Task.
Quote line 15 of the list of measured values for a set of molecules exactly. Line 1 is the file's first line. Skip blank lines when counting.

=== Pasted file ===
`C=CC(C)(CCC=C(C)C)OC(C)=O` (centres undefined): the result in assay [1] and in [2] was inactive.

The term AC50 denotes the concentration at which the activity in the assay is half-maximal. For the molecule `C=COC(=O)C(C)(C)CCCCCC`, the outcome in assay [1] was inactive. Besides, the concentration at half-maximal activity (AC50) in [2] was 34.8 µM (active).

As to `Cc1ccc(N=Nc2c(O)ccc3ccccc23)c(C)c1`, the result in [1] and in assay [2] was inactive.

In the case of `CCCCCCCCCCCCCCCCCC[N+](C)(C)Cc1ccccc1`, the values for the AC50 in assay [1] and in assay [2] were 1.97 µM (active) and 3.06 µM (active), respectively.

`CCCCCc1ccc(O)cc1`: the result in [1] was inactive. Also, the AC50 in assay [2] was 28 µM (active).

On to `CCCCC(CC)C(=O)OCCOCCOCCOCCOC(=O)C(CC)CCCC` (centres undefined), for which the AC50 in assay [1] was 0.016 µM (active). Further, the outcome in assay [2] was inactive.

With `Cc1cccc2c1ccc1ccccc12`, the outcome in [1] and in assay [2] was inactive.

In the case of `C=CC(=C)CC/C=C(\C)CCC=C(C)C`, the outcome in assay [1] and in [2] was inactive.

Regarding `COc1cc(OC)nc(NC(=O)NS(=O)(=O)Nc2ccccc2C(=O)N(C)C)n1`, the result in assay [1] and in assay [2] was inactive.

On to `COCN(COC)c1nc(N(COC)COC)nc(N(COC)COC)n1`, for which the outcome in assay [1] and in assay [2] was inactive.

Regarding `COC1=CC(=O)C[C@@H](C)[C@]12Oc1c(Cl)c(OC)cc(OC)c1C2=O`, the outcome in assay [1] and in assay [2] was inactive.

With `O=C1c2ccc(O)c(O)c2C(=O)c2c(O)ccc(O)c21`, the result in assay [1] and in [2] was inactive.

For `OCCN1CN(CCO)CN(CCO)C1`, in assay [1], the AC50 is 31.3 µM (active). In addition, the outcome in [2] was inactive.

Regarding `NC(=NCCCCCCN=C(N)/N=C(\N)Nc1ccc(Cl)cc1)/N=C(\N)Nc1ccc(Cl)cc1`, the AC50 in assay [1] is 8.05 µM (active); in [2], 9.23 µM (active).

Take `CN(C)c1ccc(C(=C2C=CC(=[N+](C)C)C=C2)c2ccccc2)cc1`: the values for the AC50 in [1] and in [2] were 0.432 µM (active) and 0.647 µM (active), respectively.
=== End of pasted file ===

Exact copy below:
Take `CN(C)c1ccc(C(=C2C=CC(=[N+](C)C)C=C2)c2ccccc2)cc1`: the values for the AC50 in [1] and in [2] were 0.432 µM (active) and 0.647 µM (active), respectively.